The 17th annual Caring for the Kenai contest wrapped up last week and it was Molly Watkins, a Kenai Central High School sophomore in Rick Frederic’s science class, who walked away with first-place honors and $1,500 for her “bright idea” of changing light bulbs to change the world.
“My project was called ‘Make a Switch, Make a Difference’ and it focused on getting people to replace incandescent light bulbs with compact florescent light bulbs,” Watkins said.
Rather than relying on electricity running through a tiny thread of tungsten as with an incandescent bulb, compact florescent light bulbs utilize electrical energy to excite gas within the bulbs that in turn emits light. This means a lot less energy is used, which can equate to numerous types of savings, according to Watkins.
“If we use less electricity, we don’t have to produce as much, so we don’t have as many negative effects to the environment from this production, such as carbon dioxide -- a greenhouse gas -- which speeds up global warming,” she said.
Watkins said that if everyone on the Kenai Peninsula changed a single incandescent bulb to a compact florescent light, roughly 23,382,000 pounds of carbon dioxide could be prevented from entering Earth’s atmosphere over the lifetime of the bulbs.
“In addition to the benefits to the environment, they also benefit your wallet because less electricity -- 75 percent less -- is needed to light them,” she said.
Watkins said she is excited that she won the contest because of how many months of research and hard work she devoted to it, but also because now she can continue to promote the use of compact florescent lights.
“I teamed up with HEA. They donated 250 compact florescent light bulbs that I distributed at the Home Show along with my brochures about the benefits of using them. I’m hoping to have a booth at the Kenai River Festival and other community events to continue distributing bulbs and brochures,” she said.
Watkins said her goal is to get as many people on the peninsula as possible to make the switch to this eco-friendly technology.
“People in other states are already using them. It’s time Alaska jumped on, too,” she said.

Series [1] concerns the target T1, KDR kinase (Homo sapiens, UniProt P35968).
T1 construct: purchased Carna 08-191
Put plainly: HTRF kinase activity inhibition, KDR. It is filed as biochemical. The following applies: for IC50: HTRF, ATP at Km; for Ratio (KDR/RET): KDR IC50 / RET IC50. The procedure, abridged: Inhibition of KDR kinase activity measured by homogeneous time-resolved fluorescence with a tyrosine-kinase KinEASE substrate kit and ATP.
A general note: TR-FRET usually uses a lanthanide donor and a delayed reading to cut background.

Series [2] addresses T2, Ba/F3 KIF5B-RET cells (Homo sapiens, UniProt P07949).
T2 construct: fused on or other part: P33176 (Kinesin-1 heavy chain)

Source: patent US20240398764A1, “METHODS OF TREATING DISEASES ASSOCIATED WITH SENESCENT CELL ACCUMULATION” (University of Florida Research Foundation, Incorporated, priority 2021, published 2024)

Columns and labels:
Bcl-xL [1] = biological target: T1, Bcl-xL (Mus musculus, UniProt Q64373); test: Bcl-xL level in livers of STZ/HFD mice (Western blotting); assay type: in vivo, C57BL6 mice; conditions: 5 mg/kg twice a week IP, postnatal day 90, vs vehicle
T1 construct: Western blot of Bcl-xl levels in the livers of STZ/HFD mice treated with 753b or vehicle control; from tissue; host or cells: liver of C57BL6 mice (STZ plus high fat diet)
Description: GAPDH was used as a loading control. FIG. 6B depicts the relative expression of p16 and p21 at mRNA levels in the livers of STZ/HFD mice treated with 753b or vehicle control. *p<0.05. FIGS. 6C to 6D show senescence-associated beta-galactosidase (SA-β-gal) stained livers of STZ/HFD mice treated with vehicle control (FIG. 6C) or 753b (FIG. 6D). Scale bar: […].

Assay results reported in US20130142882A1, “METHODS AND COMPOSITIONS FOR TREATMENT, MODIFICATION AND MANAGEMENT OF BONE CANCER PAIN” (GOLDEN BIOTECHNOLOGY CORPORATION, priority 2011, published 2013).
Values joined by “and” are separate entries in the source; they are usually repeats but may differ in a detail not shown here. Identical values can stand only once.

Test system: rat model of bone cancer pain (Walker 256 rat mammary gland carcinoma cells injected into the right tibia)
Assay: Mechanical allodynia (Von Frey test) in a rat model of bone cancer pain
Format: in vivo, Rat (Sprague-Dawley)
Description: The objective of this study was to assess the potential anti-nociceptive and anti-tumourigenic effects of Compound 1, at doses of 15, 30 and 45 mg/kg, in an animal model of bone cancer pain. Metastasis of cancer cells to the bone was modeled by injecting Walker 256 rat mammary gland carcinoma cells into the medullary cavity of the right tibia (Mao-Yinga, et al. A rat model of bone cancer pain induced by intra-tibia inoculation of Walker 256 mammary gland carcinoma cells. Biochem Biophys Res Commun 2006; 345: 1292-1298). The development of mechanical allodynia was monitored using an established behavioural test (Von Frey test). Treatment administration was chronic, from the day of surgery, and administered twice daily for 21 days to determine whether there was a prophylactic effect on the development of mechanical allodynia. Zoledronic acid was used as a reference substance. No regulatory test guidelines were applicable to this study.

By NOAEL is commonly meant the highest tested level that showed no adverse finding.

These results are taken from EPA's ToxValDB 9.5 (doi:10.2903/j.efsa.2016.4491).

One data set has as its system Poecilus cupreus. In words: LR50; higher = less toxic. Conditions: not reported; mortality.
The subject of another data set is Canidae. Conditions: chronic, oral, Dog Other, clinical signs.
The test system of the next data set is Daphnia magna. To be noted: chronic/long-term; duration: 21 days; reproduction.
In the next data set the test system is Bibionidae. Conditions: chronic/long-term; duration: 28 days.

For more information on compact florescent lights, visit Watkins’ Web site, http://pages.mhlearningnetwork.com/mkw/.
The second-place winner in this year’s Caring for the Kenai was the team of Tristin Rutherford and Stacey Edgmon from Phil Morin’s class in Nikiski. They won $1,000 for a program they created titled Wildlife, Avalanche, Volcano and Earthquake Safety, or WAVES for short.
In third place was the team of Jasmine Klauder and Deandra Latz of KCHS, who won $800; fourth place was Brooke Jasky-Zuber of Skyview High School, who claimed $600; in fifth was Maya Johnson of KCHS, who got $450; and in sixth place was the team of Tyler Bethune and Alex Ross from Niksiki High School, who netted $300.
In addition to the $6,000 in cash awards for the finalists this year, $20,000 was awarded to the science departments of participating schools, which including Kenai, Skyview, Soldotna, Nikiski, Ninilchik and Homer High Schools. Each school will receive $750 for participating, with the remaining $20,000 allocated in proportion to how each school’s students placed in the final standings.
There also were another six finalists who received $150 for their oral presentations, and more than 40 semifinalist entries that received special recognition awards from community sponsors.
For more information, visit the event’s Web site at www.caringforthekenai.com.
Joseph Robertia can be reached at email@example.com.
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